Pufferfish, also known as ‘fugu’, is a popular delicacy in Japan.
But did you know, pufferfish is an infamously poisonous fish that contains a lethal toxin known as tetrodotoxin (TTX), where as little as 0.002 g is enough to kill an adult human.
In Singapore, there are restaurants with pufferfish on the menu, though there are restrictions in place for food safety. In this article, we will learn more about pufferfish poisoning and how to protect ourselves from it.
What’s is TTX?
TTX is completely colourless and odourless. Cooking also does not destroy this dangerous toxin. When the toxin enters the body, it binds to the nerves, stopping them from working and the person become paralysed, unable to breathe and can suffocate to death. This can happen rapidly within 10 minutes to a few hours depending on the dosage. There is also no antidote.
Anyone who have consumed pufferfish and feel symptoms like tingling, numbness, and any form of paralysis, should seek medical attention immediately.
Why are Pufferfish Poisonous?
Pufferfish are not born poisonous. Pufferfish have evolved to accumulate TTX in their bodies, as a defence mechanism against getting eaten by bigger fish. The bacteria that produce the toxin are eaten by plankton, which are in turn eaten by snails and worms. Pufferfish then eat these snails and worms, gradually absorbing and accumulating the TTX in their bodies. Most of the toxin accumulates in the liver and ovaries, though this depends on the species of the pufferfish.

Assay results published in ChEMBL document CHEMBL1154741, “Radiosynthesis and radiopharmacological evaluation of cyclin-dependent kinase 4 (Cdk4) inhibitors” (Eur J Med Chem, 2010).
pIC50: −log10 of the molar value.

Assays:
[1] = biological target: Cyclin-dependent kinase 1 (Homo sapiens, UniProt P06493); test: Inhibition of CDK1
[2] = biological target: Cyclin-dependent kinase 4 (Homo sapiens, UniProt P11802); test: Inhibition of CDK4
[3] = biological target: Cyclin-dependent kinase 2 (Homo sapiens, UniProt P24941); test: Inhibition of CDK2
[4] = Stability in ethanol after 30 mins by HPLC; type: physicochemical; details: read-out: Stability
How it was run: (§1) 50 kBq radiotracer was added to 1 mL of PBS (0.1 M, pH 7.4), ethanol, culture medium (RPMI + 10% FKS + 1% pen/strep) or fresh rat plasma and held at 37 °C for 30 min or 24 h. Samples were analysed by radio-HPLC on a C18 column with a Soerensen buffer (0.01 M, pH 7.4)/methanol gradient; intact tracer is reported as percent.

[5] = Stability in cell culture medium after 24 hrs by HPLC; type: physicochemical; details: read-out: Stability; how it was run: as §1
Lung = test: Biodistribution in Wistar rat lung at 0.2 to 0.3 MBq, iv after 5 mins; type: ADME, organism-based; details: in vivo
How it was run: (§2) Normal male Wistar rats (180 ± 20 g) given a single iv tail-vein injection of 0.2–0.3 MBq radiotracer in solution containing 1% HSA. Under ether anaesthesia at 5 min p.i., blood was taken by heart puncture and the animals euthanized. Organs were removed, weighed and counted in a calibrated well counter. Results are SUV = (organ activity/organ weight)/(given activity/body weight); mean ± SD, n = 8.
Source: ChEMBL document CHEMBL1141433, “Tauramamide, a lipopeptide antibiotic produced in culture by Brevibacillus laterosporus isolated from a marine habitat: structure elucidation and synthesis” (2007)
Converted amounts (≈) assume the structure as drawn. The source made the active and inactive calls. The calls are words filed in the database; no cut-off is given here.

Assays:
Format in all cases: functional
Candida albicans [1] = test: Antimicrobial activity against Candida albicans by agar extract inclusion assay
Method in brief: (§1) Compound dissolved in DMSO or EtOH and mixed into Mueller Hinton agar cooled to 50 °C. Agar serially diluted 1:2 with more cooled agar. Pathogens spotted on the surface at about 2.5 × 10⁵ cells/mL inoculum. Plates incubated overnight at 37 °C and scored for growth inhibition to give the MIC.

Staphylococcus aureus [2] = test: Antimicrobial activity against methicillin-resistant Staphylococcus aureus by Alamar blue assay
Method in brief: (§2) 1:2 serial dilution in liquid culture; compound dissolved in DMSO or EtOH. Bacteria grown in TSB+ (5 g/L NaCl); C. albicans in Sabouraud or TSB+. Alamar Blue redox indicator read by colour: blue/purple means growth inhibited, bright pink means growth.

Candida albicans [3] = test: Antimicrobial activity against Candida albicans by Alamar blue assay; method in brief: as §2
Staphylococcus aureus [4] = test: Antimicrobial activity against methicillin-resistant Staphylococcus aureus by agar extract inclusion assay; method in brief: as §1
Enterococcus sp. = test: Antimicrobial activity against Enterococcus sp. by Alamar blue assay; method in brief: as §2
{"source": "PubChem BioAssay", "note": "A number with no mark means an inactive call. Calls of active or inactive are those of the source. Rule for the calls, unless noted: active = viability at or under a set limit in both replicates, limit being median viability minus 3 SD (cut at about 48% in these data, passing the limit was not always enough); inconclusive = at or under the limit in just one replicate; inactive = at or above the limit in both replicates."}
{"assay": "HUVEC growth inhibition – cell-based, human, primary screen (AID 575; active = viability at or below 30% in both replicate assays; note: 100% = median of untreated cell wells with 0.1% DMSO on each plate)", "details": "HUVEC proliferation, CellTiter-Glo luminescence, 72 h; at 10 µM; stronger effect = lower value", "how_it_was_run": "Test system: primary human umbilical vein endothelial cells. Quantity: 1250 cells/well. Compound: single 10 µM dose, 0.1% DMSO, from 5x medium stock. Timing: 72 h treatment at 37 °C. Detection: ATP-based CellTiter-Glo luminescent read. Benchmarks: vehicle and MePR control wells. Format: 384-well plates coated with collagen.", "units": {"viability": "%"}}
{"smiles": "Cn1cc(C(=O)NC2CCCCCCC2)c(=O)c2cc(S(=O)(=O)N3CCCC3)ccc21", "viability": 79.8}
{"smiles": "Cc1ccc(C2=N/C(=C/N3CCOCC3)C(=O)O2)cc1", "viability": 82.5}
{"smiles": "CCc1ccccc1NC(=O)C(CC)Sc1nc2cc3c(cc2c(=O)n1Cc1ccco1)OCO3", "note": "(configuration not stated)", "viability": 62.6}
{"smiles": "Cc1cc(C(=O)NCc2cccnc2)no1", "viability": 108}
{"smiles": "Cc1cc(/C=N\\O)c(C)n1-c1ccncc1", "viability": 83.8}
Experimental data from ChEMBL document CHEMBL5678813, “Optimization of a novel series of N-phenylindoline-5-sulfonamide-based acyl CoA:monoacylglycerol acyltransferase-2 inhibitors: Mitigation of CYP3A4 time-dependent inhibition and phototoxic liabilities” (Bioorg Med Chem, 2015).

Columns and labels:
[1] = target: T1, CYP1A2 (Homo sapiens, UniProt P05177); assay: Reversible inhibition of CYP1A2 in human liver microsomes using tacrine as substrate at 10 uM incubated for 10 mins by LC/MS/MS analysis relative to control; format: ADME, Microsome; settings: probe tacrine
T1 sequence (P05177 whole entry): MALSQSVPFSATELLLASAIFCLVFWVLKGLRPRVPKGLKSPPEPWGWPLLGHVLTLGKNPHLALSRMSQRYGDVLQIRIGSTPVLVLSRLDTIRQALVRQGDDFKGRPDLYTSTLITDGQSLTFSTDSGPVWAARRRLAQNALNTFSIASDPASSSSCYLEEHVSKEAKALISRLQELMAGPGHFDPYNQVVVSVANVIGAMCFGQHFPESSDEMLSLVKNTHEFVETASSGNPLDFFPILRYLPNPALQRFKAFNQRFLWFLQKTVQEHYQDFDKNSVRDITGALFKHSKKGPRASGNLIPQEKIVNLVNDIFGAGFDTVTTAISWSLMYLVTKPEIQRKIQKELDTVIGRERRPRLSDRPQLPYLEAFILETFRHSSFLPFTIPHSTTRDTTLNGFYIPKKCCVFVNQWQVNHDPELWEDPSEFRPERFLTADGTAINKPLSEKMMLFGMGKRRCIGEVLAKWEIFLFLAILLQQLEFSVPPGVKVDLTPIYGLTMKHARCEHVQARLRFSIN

This means that farmed pufferfish which have never eaten any prey containing TTX are not poisonous. Therefore, the farming of pufferfish in enclosed areas and fed only TTX-free pellets, is becoming increasingly popular.
Ensuring safety of pufferfish in Singapore
In Singapore, SFA permits the import of pufferfish under strict conditions. Currently, only Japan is approved to export pufferfish to Singapore. The pufferfish must have been prepared in SFA-accredited establishments by expert pufferfish chefs which have been certified and licensed by the government of Japan. These chefs have undergone training and examinations to ensure they have the required skills and knowledge to prepare pufferfish safely.
As Singapore, unlike Japan, does not have a pufferfish preparation license system, SFA requires imported pufferfish to be pre-prepared by the licensed chefs. For wild pufferfish which are of a higher risk, only the prepared muscle fillet is allowed for import. For farmed pufferfish, which are TTX-free, the muscles, skin, fins and milt may be imported.
Each import consignment must come with a health certificate from the Japanese authorities, which has detailed information on where the fish were sourced from and prepared. SFA also tests these imported pufferfish for TTX as part of our food surveillance programme.
However, to ensure safety, both the food industry and consumers must play their part
NEVER consume any pufferfish or related fish, like porcupine fish, that have been caught in the wild and prepared by amateurs. Globally, this is the most common reason for TTX poisonings and deaths.
Never consume pufferfish liver and ovaries. These are the organs that accumulate the most TTX.
Ask for farm-raised pufferfish over wild-caught ones, as the farm-raised pufferfish are likely to be toxin-free.
If prepared improperly, pufferfish can be lethal when consumed.
Seek immediate medical attention if you feel any discomfort, tingling or paralysis after consuming pufferfish.
Top tip: The simplest way is to avoid consuming pufferfish entirely.
About the Author
Herman Teo is a Senior Scientist from the Risk Assessment and Communications Department of the National Centre for Food Science. With a Masters in Food Science and Human Nutrition from the National University of Singapore, his recent work includes the regulatory framework for insects for food and feed, and examining emerging food processing risks.